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Nocturnal Animals

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An austere, bleak meditation on revenge and the blurred boundaries where fictional and non-fictional lives intersect, Tom Ford’s long-gestating second feature, Nocturnal Animals (2016) comes with high expectations after the excellent Christopher Isherwood adaptation A Single Man (2009). But the promise created by an interesting premise and a fine cast is gradually eroded as the film’s complexities are revealed to be skin deep, whilst narrative holes flower up like fresh wounds, exposing a paucity of credibility and leading to a wilting anti-climax.

Based on a novel by Austin Wright, Ford’s film quickly establishes the apathy and ennui of gallery owner Susan Morrow (Amy Adams) who has emotionally disengaged, not only from her work, but also her relationship to husband Hutton (Armie Hammer). Then she receives a manuscript from her novelist ex-partner Edward Sheffield (Jake Gyllenhaal) who has dedicated his latest work to her and named it ‘Nocturnal Animals’, a term he often used to describe Susan during their time together. The film then effectively transforms to a story within the story as she dives into the book; the disturbing story described within forms the basis of much of the film.

A man, Tony Hastings (Gyllenhaal,) is driving through a rural landscape at night with his wife Laura (Isla Fischer) and daughter India (Ellie Bamber) when they’re almost run off the road by a couple of cars. Soon they’re hounded to a stop in the middle of nowhere and being physically and verbally threatened by a group of rednecks led by the recklessly dangerous Ray (Aaron Taylor-Johnson). Even worse is to come when Laura and India are abducted before Tony can escape and struggle to freedom where his case, through the course of time, is investigated by cancer-riddled detective Bobby Andes (Michael Shannon).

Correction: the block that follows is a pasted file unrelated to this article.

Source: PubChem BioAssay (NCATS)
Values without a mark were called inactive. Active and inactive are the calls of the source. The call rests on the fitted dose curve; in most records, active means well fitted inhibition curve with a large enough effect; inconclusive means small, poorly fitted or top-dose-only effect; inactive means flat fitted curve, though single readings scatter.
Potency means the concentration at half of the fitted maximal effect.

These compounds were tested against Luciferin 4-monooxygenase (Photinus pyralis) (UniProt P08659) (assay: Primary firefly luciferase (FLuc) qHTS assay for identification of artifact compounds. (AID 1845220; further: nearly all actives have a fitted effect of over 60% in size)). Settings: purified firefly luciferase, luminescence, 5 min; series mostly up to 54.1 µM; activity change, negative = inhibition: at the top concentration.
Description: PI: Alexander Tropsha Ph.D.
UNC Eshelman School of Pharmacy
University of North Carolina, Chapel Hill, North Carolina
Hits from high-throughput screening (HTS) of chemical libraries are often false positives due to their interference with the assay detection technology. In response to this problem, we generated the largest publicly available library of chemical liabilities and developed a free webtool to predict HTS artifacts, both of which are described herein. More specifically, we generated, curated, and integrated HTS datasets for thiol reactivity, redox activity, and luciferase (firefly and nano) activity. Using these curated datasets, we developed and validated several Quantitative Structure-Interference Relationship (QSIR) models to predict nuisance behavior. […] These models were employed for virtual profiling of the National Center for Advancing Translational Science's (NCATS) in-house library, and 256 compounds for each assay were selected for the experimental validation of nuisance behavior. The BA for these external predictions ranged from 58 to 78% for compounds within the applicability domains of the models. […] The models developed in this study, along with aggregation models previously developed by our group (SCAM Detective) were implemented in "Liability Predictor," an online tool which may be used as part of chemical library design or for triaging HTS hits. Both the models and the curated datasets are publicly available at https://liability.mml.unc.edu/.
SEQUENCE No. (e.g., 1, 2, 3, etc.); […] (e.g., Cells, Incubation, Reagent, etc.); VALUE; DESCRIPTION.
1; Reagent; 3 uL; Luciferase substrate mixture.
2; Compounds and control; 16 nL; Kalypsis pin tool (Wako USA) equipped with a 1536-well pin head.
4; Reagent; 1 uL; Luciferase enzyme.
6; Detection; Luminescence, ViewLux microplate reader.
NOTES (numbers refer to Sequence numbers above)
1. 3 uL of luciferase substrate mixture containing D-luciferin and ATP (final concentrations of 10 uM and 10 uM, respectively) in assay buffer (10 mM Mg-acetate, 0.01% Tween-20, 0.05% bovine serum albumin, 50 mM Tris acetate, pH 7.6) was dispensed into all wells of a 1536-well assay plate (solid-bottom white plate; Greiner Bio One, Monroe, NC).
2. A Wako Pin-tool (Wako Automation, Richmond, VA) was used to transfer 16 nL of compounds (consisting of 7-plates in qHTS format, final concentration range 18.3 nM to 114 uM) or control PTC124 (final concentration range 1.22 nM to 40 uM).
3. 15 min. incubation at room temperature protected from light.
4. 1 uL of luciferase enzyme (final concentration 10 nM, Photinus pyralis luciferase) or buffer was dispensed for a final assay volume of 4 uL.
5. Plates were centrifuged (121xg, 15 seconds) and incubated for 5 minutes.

There’s a sense of aloofness established early on that distances us from these people, especially in the present world of Susan, their coldness permeating every verbal and physical inflection. Beyond these glimpses, the world of the novel brings the nightmarish existence of a single man into ever sharper focus as his torment grows exponentially. In some way, is this same striving for recompense also taking shape in the real world, with Edward using the novel as a way to ingratiate his way back into the Susan’s consciousness for some possibly sinister purpose?

The illusion of the fictional story prevents us from emotionally engaging with what we see on screen, as horrible as these events playing out are. The presentation of this story ‘within’ is also highly problematic in the most fundamental way with the ‘investigation’ becoming more ludicrous as it progresses. Unorthodoxy on the behalf of Bobby might be semi-credible but the method he undertakes is difficult to reconcile with any kind of believable notion of the measures and actions a police officer would take to solve a crime of this magnitude. Bearing witness to Bobby’s reluctant participation in Bobby’s displaced vendetta is both uncomfortable and grating for its blatant absurdity

Nocturnal Animals turns out to be a crushing disappointment, squandering talent in every aspect of the production. Composer Abel Korzeniowski, a rising star and shining light of film music in recent years, provides another classy, elegant score. The performances too are uniformly excellent with Gyllenhaal adding to his remarkable recent body of work, with another dark, powerful portrayal of a man driven to extremes. Adams has never given anything less than a great performance and she does her best work here in flashbacks which show the first blossoming of her relationship with Edward before external forces are set in motion, dooming their perfect love. But the drama fizzles out, the final scene a perfect encapsulation of sharply focused expectations tainted by an enveloping absence that pervades both narrative strands.